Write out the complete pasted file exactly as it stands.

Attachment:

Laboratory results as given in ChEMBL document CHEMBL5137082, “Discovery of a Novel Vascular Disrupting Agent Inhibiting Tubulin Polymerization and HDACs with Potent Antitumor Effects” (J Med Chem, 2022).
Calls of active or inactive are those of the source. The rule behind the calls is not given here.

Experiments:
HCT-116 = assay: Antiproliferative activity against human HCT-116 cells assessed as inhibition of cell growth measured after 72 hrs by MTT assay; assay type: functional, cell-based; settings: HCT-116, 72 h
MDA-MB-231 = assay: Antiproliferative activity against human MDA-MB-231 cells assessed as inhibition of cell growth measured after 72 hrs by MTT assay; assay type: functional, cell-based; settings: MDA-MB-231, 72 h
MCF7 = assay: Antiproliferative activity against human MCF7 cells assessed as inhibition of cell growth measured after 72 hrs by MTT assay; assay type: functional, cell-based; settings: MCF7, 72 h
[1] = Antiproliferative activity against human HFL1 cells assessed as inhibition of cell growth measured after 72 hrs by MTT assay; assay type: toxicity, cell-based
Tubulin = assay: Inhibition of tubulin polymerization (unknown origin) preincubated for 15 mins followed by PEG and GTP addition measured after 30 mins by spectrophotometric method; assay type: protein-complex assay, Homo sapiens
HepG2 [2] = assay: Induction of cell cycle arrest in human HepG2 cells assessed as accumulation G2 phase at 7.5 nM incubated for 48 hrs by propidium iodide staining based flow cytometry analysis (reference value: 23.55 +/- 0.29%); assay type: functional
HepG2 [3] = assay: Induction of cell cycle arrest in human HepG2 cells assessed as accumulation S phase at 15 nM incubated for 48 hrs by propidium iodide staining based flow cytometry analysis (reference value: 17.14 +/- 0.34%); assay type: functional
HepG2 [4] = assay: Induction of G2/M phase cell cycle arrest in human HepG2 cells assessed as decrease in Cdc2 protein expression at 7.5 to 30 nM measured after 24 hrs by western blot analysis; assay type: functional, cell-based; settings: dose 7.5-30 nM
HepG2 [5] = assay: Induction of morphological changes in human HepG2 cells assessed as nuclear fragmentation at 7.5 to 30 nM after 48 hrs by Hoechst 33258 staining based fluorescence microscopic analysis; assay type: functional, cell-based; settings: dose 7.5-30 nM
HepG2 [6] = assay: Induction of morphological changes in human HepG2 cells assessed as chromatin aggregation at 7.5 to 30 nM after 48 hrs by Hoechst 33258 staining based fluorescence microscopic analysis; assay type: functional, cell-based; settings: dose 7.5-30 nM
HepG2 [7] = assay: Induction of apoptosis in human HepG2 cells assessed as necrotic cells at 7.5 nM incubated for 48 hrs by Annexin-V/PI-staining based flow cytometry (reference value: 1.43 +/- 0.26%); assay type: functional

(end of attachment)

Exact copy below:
Laboratory results as given in ChEMBL document CHEMBL5137082, “Discovery of a Novel Vascular Disrupting Agent Inhibiting Tubulin Polymerization and HDACs with Potent Antitumor Effects” (J Med Chem, 2022).
Calls of active or inactive are those of the source. The rule behind the calls is not given here.

Experiments:
HCT-116 = assay: Antiproliferative activity against human HCT-116 cells assessed as inhibition of cell growth measured after 72 hrs by MTT assay; assay type: functional, cell-based; settings: HCT-116, 72 h
MDA-MB-231 = assay: Antiproliferative activity against human MDA-MB-231 cells assessed as inhibition of cell growth measured after 72 hrs by MTT assay; assay type: functional, cell-based; settings: MDA-MB-231, 72 h
MCF7 = assay: Antiproliferative activity against human MCF7 cells assessed as inhibition of cell growth measured after 72 hrs by MTT assay; assay type: functional, cell-based; settings: MCF7, 72 h
[1] = Antiproliferative activity against human HFL1 cells assessed as inhibition of cell growth measured after 72 hrs by MTT assay; assay type: toxicity, cell-based
Tubulin = assay: Inhibition of tubulin polymerization (unknown origin) preincubated for 15 mins followed by PEG and GTP addition measured after 30 mins by spectrophotometric method; assay type: protein-complex assay, Homo sapiens
HepG2 [2] = assay: Induction of cell cycle arrest in human HepG2 cells assessed as accumulation G2 phase at 7.5 nM incubated for 48 hrs by propidium iodide staining based flow cytometry analysis (reference value: 23.55 +/- 0.29%); assay type: functional
HepG2 [3] = assay: Induction of cell cycle arrest in human HepG2 cells assessed as accumulation S phase at 15 nM incubated for 48 hrs by propidium iodide staining based flow cytometry analysis (reference value: 17.14 +/- 0.34%); assay type: functional
HepG2 [4] = assay: Induction of G2/M phase cell cycle arrest in human HepG2 cells assessed as decrease in Cdc2 protein expression at 7.5 to 30 nM measured after 24 hrs by western blot analysis; assay type: functional, cell-based; settings: dose 7.5-30 nM
HepG2 [5] = assay: Induction of morphological changes in human HepG2 cells assessed as nuclear fragmentation at 7.5 to 30 nM after 48 hrs by Hoechst 33258 staining based fluorescence microscopic analysis; assay type: functional, cell-based; settings: dose 7.5-30 nM
HepG2 [6] = assay: Induction of morphological changes in human HepG2 cells assessed as chromatin aggregation at 7.5 to 30 nM after 48 hrs by Hoechst 33258 staining based fluorescence microscopic analysis; assay type: functional, cell-based; settings: dose 7.5-30 nM
HepG2 [7] = assay: Induction of apoptosis in human HepG2 cells assessed as necrotic cells at 7.5 nM incubated for 48 hrs by Annexin-V/PI-staining based flow cytometry (reference value: 1.43 +/- 0.26%); assay type: functional